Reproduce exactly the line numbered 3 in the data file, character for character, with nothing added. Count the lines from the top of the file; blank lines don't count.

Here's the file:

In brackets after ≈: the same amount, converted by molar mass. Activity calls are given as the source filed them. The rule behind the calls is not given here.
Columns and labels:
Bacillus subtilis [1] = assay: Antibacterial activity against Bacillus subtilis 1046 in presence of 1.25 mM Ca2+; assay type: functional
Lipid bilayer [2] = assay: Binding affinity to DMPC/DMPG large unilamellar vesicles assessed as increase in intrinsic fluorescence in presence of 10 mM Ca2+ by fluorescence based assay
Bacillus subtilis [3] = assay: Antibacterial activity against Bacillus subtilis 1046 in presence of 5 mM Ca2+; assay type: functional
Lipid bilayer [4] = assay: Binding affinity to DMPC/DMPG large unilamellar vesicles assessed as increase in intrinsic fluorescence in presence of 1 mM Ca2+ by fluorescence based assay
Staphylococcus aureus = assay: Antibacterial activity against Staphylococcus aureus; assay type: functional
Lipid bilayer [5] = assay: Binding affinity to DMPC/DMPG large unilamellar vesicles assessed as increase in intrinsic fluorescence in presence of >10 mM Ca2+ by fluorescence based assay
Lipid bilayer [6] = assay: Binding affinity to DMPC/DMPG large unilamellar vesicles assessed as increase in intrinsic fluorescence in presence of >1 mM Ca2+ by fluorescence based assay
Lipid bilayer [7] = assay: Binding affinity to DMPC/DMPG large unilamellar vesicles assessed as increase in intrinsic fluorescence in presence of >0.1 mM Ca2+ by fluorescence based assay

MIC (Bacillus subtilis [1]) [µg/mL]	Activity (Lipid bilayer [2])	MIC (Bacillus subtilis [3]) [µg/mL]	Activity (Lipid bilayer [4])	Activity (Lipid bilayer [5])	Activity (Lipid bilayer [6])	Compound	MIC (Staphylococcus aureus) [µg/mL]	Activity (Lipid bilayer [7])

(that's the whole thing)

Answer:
Bacillus subtilis [1] = assay: Antibacterial activity against Bacillus subtilis 1046 in presence of 1.25 mM Ca2+; assay type: functional